Stories as TV Programmes, by tristanf
It’s been a while since I last posted. Things are going well, and I’m glad that all this has come on leaps and bounds since this time last year. Hopefully, by this time next year, there will be something practical to show for all of it – stay tuned, and keep an eye here if you’re interested in the Ontomedia work.
I’ve been busy refining the ideas that I’ve discussed here, experimenting and talking to others about it. In the course of doing so, however, I’ve felt that there’s one major part of what I’m trying to put forward which doesn’t always get through. It’s something I touched upon in the last post, but I thought it might be good to expand and explore again here.
In the case of drama, the writer is the starting point for everything. Their ideas and the ways in which they are communicated through their writing are central to their craft. The story comes first, and then it is translated and adapted to suit a number of different media. There are, of course, three main types of media that I’m referring to – text, speech and (moving) pictures. This then roughly translates to the medium of print, radio and television respectively. The audience for the writer’s work is implicitly aware that they are experiencing the story through the filter that the medium overlays on the narrative. In the mind of the audience, then, they must decode the filter in order to get to the real ‘prize’ – the narrative, the context, the ideas being communicated.
This isn’t to say that the filtering effect of the medium (be it text, speech or pictures) is necessarily a negative influence. Careers and whole industries have been built on the ability of people who understand the natural tricks of the medium, and are able to utilize them to create an effective and compelling representation of the story. Equally, tricks of the trade can be noted and enjoyed by audiences who find comfort and satisfaction in familiar practices.
Of course, when constructing a narrative, the creator is likely to be aware of the conventions, limitations and advantages of the medium they have chosen to communicate through. This may indeed shape the narrative itself, but it remains true that you should be able to strip away the medium’s influence, in order to access the ‘pure’ story at the heart of the work. This can then be re-contextualised through a different medium – some of its beauty in the former medium may be lost, but a new perspective may reveal new highlights in the new medium.
OK, so far, so (fairly) obvious, if a little abstract. The point that i’m trying to make is that when you use a medium to construct a representation of a narrative, the medium plays an active role in the communication of that narrative to the audience. Or at least, it should do, if the medium in question is used to its full potential.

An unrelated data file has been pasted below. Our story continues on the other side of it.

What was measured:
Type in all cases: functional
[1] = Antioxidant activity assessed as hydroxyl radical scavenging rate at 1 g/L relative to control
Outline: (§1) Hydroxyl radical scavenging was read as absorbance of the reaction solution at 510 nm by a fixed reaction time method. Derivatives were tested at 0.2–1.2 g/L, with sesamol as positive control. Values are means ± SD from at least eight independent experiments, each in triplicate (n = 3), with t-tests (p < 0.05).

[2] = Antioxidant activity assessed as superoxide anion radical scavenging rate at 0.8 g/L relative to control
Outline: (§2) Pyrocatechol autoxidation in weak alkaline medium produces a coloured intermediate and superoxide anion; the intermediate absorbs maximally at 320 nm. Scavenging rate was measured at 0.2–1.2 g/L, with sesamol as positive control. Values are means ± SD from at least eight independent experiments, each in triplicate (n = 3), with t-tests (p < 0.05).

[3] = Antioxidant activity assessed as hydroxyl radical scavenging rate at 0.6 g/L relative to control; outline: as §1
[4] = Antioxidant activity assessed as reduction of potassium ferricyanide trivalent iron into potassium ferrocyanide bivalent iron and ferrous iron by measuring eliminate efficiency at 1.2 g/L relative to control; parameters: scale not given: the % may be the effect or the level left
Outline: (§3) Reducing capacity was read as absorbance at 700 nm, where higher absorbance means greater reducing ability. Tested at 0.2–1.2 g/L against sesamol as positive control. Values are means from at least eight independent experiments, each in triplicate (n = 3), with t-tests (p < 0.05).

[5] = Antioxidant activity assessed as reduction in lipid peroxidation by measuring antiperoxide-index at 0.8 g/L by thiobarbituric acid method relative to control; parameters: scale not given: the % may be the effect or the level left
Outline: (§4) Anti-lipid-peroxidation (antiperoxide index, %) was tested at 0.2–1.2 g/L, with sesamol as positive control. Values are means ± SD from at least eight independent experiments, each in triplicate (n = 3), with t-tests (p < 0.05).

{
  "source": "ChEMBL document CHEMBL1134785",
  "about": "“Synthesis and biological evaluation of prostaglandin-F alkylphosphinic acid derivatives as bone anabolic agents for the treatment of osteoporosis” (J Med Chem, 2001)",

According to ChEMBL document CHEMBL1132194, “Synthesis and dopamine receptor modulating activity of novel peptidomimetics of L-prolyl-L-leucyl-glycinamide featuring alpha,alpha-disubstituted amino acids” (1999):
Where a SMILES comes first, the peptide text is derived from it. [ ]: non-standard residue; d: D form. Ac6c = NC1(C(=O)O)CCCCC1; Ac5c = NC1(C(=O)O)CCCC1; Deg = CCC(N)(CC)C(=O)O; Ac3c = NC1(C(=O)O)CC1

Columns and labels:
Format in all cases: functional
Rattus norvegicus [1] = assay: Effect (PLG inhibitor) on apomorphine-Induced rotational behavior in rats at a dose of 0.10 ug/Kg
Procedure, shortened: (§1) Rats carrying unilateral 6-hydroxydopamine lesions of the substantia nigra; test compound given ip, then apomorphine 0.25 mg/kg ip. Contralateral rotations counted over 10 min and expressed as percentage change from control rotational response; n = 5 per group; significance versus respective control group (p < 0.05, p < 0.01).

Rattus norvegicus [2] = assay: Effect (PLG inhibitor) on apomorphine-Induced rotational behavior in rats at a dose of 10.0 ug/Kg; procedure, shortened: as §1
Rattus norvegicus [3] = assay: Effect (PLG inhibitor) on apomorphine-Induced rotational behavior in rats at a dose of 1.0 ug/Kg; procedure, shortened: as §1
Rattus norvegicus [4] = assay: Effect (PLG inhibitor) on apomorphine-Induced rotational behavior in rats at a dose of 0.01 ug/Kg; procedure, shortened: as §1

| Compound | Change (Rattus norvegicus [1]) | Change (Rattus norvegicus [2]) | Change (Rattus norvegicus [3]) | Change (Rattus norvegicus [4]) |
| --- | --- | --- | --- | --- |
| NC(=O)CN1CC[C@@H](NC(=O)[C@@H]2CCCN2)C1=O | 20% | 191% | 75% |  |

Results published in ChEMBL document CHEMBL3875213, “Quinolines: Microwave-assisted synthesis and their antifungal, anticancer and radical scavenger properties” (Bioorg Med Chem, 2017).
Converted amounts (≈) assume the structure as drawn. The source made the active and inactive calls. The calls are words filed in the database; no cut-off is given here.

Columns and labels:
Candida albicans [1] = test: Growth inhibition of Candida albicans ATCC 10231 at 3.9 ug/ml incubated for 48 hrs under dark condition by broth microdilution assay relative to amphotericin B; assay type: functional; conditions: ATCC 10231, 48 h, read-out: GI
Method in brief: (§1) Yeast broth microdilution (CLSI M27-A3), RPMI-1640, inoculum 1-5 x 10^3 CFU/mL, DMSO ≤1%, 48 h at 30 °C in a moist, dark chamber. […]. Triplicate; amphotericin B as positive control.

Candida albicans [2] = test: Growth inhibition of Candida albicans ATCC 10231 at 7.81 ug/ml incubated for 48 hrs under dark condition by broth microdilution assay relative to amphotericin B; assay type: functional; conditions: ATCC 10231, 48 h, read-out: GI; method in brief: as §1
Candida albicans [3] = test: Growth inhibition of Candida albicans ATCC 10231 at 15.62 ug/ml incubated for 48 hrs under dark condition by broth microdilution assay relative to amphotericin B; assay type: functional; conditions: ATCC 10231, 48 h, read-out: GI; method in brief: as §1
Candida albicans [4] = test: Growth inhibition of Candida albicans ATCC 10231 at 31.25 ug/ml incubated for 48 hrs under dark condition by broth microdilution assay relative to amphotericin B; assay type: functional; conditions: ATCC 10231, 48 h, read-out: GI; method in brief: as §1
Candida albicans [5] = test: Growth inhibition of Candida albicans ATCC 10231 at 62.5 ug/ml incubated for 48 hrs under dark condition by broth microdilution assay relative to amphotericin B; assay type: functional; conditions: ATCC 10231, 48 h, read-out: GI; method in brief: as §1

So, with that in mind, let’s examine the media that we’ve discussed. We’re all aware that print, radio and television (alongside film) have their own techniques, advantages, quirks. Writers, producers, technicians, artists, all use these quirks to make representations of a narrative in a way which is best suited to their chosen medium. That is to say, you have the book of Swallows and Amazons, the TV adaption, the radio version, even the film. Note also the language being used – adaption, “…brought vividly to life…” – each acknowledging the fact of the different media being used to tell the story.
However, then we come to the Web – and what do we find? It would appear that, from current use, we cannot call the Web a fourth medium. Instead, it is merely a distribution channel for the other three, akin to a TV set, a radio, or a bookshop or printing press. Not that this is a bad thing in and of itself – applying the technology of the Internet – of a network – in this way is pretty obviously a good thing, despite the legal ramifications – communication has never been so cheap and widely distributed. But earlier I said that representations of a creation through a medium involve some form of adaption, not just delivery.
The book, the TV, the radio, the film – these are all isolated, one-shot representations of a creation. They are produced, packaged, sold, distributed, consumed – in isolation. In order to remix, re-adapt, and so on, we either have to go directly back to the source, to the creator, and ask them to rework their creation, or we have to cut and paste, knowing that in doing so we are left with the pieces of the story still in situ of the media from which we took them – they cannot truly be extracted.
However, the Web is different – it has the potential to be the fourth medium, a networked, connected medium, thereby very different from the other three. Rather than sound effects, paragraph breaks or camera tricks, the Web has its own natural tricks and advantages – the network, the connections. These, of course, are the same connections that we all make when consuming narrative from the other three media – but rather than being isolated within us, the Web allows us to expose these connections, explore them, analyse and create new links, enabling us to enjoy narratives and stories in a way which is both natural to the Web, and, more importantly, natural to our minds.
Just as we take a story and adapt it for a book, for TV etc, so we should adapt stories for the Web. We should forget about scenes and chapters, and concentrate instead on the story itself – the events that take place. In this way, we can begin to construct entirely new adaptions and representations of stories. Only then can we say that we are using the Internet to its full potential, and only then will we have added a fourth medium to our repertoire of cultural and creative expression.